NEWS OF THE WEEK.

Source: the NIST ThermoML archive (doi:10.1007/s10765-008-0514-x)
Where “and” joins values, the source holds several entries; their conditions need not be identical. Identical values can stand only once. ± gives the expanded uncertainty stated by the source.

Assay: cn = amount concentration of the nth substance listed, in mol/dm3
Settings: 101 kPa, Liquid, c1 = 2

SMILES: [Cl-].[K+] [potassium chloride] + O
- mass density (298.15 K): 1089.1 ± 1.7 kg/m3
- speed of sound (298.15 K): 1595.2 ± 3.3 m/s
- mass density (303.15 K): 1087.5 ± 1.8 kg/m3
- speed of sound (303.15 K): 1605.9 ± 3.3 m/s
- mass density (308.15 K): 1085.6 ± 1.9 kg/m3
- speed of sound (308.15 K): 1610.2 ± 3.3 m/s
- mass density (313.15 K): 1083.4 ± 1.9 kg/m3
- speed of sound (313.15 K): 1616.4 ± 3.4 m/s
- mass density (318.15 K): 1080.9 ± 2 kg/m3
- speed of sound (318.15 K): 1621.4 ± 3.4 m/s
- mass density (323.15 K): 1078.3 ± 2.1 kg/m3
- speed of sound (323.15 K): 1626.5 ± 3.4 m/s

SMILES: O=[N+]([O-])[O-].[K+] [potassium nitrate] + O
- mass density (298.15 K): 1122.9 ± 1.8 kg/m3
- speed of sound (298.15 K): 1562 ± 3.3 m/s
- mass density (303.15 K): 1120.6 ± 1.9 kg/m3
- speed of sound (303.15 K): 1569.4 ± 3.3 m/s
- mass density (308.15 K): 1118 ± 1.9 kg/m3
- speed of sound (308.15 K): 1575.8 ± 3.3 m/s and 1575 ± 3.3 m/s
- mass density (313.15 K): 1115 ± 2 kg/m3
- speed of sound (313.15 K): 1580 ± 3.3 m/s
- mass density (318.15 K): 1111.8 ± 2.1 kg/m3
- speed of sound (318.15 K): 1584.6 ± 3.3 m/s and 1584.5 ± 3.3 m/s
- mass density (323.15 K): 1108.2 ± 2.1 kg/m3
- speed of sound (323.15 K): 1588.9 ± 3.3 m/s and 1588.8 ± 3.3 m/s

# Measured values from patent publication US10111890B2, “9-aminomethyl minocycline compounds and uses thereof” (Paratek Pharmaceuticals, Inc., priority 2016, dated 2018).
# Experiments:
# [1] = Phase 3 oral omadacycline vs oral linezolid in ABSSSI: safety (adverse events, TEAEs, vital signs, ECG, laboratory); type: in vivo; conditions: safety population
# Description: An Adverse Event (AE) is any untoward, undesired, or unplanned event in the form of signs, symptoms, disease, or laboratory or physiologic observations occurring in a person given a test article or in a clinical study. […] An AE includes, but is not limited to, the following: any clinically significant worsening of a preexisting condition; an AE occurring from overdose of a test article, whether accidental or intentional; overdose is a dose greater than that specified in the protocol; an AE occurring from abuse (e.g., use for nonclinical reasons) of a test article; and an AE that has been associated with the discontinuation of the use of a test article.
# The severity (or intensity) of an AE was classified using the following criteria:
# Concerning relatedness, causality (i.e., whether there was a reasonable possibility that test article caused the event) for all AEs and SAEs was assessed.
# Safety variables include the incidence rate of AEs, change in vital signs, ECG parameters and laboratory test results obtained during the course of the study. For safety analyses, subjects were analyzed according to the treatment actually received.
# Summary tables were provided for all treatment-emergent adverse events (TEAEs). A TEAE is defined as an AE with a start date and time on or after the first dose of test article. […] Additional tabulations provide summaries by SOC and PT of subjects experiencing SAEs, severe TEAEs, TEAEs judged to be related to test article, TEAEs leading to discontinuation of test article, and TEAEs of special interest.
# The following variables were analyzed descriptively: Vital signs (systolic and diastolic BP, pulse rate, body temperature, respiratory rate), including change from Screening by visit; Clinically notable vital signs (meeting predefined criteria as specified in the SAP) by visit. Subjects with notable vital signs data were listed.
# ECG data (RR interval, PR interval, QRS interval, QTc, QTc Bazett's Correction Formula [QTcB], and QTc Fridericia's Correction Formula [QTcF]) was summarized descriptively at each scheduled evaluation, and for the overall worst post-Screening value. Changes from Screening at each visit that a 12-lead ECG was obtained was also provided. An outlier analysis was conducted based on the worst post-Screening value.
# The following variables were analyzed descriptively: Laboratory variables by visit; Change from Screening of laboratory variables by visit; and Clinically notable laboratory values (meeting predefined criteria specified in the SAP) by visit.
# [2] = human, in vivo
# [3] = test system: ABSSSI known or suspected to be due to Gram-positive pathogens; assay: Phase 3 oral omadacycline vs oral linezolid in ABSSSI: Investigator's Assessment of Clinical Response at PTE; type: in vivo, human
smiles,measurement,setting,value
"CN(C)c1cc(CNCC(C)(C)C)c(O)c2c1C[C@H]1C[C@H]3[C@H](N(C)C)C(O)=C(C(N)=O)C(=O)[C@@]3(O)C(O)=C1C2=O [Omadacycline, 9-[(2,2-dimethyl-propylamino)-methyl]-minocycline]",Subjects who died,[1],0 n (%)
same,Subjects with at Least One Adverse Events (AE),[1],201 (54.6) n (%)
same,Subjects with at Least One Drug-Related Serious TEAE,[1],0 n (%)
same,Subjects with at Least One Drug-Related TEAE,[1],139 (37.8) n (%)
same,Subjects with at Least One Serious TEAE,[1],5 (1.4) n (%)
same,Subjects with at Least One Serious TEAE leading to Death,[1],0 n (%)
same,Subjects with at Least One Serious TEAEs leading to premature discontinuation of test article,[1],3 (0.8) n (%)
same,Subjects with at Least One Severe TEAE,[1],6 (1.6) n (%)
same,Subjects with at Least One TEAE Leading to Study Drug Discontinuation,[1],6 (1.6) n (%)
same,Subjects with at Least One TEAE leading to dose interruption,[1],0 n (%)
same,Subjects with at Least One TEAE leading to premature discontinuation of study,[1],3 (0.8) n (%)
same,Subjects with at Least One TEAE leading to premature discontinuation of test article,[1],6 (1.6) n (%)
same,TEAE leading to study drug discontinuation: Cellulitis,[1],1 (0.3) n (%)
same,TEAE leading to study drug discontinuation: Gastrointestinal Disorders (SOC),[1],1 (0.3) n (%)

ON the 15th July the Emperor of the French declared war on Germany. On the 3rd August, nineteen days afterwards, Germany commenced on French soil her march on Paris. That single fact reveals better than any essay the bewildering extent of the change achieved by Sadowa, and, we must in justice add, is a better defence for Napoleon than any his diplomatists have in- vented. According to an official Prussian account, the Crown Prince, who had concealed his great army behind Landau, on Wednesday marched certain "regiments of the 5th and 11th Prussian Army Corps and 2nd Bavarian Corps on Weissenburg." This place, a second-class French town, partly fortified, is com- manded by the Geis Hill, which was held by General Douay and a division of General MacMahon's corps. Details have not arrived, but it would appear that the division, which ought to have num- bered 8,000 men, was attacked by a superior force, and in spite of its position and of a resistance which inflicted severe losses upon the Germans, was routed, and fled, leaving its encampment and surrendering the fortress. General Douay was killed, some 500 unwounded soldiers were taken prisoners, and one piece of artillery was captured. Nothing is said of the German loss, ex- cept that it was great. The victory was "brilliant but bloody."